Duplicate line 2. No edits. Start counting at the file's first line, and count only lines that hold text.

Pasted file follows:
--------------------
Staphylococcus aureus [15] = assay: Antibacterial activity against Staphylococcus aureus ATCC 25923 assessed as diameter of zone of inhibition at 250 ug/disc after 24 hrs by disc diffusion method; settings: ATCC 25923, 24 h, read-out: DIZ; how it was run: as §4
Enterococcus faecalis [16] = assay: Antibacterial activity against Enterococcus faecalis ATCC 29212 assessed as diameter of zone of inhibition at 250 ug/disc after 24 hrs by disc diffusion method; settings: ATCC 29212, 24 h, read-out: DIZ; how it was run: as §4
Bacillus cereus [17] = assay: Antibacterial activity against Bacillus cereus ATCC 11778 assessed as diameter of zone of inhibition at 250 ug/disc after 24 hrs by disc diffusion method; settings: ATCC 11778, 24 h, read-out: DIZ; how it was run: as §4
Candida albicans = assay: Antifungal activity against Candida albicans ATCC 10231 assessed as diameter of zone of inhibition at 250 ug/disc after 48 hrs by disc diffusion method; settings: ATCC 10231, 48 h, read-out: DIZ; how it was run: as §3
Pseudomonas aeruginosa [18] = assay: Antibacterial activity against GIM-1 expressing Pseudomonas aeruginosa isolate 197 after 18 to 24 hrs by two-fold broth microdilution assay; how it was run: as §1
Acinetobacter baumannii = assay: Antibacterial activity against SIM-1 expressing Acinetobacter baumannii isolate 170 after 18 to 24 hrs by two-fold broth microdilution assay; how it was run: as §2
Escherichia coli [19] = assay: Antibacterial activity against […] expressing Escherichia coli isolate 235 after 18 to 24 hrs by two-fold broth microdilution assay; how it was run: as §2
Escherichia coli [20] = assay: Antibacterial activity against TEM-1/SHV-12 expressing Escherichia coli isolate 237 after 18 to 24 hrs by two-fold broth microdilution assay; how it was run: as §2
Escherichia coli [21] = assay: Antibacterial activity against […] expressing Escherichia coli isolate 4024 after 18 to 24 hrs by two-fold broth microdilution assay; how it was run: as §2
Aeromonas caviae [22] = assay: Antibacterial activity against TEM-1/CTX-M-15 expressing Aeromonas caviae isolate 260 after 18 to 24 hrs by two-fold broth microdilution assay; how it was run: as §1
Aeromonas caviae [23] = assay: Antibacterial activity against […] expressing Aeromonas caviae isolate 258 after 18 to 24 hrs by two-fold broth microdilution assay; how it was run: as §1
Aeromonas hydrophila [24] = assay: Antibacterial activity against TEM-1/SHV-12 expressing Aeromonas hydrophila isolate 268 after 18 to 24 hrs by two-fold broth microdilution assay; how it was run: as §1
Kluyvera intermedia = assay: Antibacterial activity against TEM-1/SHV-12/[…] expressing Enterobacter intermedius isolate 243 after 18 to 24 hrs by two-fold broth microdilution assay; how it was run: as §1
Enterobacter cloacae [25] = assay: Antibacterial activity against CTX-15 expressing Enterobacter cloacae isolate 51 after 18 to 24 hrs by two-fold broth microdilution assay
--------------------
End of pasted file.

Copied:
Enterococcus faecalis [16] = assay: Antibacterial activity against Enterococcus faecalis ATCC 29212 assessed as diameter of zone of inhibition at 250 ug/disc after 24 hrs by disc diffusion method; settings: ATCC 29212, 24 h, read-out: DIZ; how it was run: as §4